Zandi Forecasts More Home Price Declines Ahead
While housing in some of the downturn’s hardest-hit markets is now actually undervalued and nationwide housing affordability is about as good it has ever been, home prices haven’t fully stabilized yet, according to economists focusing on the regional outlook at NAHB’s Construction Forecasting Conference last week.
Housing production and sales have likely hit bottom across most of the country, but some further downward movement can still be expected in house prices on a nationwide basis, said Mark Zandi, chief economist and co-founder of Moody’s Economy.com.
“I previously thought that we’d hit bottom in terms of prices during this spring or summer — and that is when things began to stabilize — but now I believe that another 5% to 10% price decline is likely through next summer,” he said, as the result of sales of foreclosed homes picking up steam.
Zandi estimated that there are now about 16 million U.S. home owners — almost one-third of all those holding a first mortgage — who have negative equity positions in their homes and can’t sell them for as much as they owe on the mortgage.
He also said that about 35% of problem mortgages that are modified through a government program will wind up heading back toward foreclosure within three years, and that’s being optimistic.
Compounding the problem, just as many of these foreclosures are hitting the market, the Federal Reserve may be ending the credit-easing support in the secondary mortgage market that has helped keep mortgage rates so low. Zandi said, however, that there was a good chance the Fed would have to delay cessation beyond its March target.
Prices won’t be able to turn firmly upward, he said, until the inventory of distressed properties for sale declines, and that’s why the housing recovery will probably limp along with modest, gradual improvement until the end of 2011 or beginning of 2012.
Meanwhile, home prices in “housing bust” markets in California, Florida and Nevada are now actually lower than they should be relative to income, Zandi said. But in some other markets that remain overvalued compared to income — such as parts of the Northeast and Northwest — softening prices can be expected in the months ahead.
Some States More Robust Than Others
Robert Denk, NAHB’s assistant vice president of forecasting and analysis, concurred that housing affordability has now improved significantly across the country, but that price declines may not be completely a thing of the past just yet.
“Whereas home prices hovered between three and three-and-a-half times the median income throughout the 1990s and early 2000s, they peaked at about 4.7 times the median income during the housing boom,” said Denk. “Since then, they’ve been coming down and are now just about back to where they’ve been historically in relation to income.”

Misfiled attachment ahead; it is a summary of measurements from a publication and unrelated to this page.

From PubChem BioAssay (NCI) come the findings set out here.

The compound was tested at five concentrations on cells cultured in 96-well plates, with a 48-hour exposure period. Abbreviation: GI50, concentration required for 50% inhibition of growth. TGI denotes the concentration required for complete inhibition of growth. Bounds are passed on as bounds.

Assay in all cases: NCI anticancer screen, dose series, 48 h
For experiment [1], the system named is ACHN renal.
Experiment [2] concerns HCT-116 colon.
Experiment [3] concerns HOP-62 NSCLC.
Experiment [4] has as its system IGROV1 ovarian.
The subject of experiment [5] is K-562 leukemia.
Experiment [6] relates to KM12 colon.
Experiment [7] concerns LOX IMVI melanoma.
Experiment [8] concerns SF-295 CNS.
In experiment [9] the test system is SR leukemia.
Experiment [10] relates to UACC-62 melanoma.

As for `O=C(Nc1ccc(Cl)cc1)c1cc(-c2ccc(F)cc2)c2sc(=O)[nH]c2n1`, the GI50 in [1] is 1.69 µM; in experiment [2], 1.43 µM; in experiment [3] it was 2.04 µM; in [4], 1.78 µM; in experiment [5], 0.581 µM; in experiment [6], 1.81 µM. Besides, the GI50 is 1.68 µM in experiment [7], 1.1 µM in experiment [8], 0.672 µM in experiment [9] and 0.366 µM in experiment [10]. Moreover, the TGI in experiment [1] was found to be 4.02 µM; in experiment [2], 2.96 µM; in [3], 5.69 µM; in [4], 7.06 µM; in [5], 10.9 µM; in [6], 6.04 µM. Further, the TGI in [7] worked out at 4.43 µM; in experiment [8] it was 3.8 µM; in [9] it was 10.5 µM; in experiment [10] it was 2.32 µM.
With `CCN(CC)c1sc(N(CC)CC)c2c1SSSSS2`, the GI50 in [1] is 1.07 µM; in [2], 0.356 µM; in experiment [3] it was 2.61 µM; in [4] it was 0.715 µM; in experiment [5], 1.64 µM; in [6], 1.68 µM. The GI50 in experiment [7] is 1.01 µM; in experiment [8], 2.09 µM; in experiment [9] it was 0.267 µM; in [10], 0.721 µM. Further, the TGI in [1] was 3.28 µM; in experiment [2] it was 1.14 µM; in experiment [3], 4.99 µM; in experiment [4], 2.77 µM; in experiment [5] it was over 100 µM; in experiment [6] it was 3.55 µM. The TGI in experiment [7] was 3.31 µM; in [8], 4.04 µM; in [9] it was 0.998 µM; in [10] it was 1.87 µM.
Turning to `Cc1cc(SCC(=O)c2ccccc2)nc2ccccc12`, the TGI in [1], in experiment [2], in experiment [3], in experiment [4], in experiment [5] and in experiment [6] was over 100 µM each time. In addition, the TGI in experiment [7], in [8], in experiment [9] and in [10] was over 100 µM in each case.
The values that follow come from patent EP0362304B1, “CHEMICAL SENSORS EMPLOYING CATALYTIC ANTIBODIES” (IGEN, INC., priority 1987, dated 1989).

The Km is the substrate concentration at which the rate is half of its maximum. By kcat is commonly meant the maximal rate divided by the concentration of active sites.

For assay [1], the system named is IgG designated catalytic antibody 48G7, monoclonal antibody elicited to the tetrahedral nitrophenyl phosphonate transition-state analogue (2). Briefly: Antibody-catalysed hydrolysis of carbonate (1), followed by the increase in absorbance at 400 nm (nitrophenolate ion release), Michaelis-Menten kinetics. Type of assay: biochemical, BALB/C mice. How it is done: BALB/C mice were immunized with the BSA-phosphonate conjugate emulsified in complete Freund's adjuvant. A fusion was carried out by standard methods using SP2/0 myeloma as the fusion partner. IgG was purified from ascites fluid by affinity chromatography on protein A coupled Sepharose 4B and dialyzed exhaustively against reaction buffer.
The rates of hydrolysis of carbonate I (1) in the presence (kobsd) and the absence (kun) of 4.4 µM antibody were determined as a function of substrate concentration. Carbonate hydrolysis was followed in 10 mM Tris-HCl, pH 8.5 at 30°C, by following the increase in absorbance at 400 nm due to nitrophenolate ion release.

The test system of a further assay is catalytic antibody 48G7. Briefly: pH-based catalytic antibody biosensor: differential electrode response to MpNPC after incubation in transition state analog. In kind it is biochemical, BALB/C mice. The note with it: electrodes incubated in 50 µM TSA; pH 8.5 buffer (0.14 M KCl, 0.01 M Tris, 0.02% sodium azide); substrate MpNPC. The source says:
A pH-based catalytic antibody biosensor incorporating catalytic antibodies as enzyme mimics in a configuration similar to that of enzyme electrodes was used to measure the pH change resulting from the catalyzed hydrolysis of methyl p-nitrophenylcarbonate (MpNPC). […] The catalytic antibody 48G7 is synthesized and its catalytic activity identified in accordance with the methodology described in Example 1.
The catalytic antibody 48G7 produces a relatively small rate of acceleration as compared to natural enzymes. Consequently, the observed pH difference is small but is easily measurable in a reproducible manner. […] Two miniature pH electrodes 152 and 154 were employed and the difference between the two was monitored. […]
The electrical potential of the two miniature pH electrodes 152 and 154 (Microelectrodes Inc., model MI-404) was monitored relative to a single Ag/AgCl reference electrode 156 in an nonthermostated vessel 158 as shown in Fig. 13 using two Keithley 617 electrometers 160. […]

Denk pointed out that states where the price-to-income ratio has declined the most — Ohio, Indiana and Michigan — are those where declining home values are more related to overriding economic conditions than to previous overbuilding or dramatic price escalations.
But like Zandi, he said there are still some places where prices remain well above their historic norms relative to income — including New York, New Jersey, Washington and Oregon. While home prices have come down some in these areas, he said, it’s likely they will see further price softening or a more sluggish recovery than other markets.
Denk agreed with Zandi that in places like California, Nevada, Arizona and Florida, home prices have over-corrected.
“But in this case there’s an exception to the rule that once prices have come back to near normal, they will have stabilized,” he cautioned. “For a state like Kentucky, that would be very true, but not necessarily in the four states just mentioned,” where more price declines are still possible due to ongoing foreclosures.
He agreed that the “bust” states of Florida, Nevada, Arizona, Nevada and Michigan will be the slowest to recover from the housing downturn, while states with energy-related and agricultural commodities will have the most robust recoveries — including Texas, Oklahoma, Kansas, New Mexico, Montana, North Dakota and Wyoming.
More Housing Stimulus Needed
In forecasting a near-term housing recovery, Zandi said he assumed that the first-time home buyer tax credit would be extended through at least mid-2010. And he said that policymakers need to do more to help stimulate the market to ensure that a sustained recovery can take hold.
Noting that he is not typically a fan of “government subsidies for housing,” he said that in this case federal help is absolutely necessary.
“My sense is that an extended tax credit will spur 350,000 to 400,000 additional home sales, which would be a big factor in stabilizing the market,” he said. And expanding tax credit eligibility beyond first-time buyers “would certainly help slow price declines,” which is why he “strongly advocates the application of the credit to all buyers.”
Zandi also said that the government should extend the currently higher conforming loan limits through the end of 2010; extend Net Operating Loss carryback provisions and expand their application to larger businesses; work to make the Troubled Asset Relief Program more successful; and ensure that the Federal Reserve fulfills its commitment to purchase Fannie Mae and Freddie Mac mortgage-backed securities. Absent such support, he said, his forecast would likely prove to be overly optimistic.
Photos by Morris Semiatin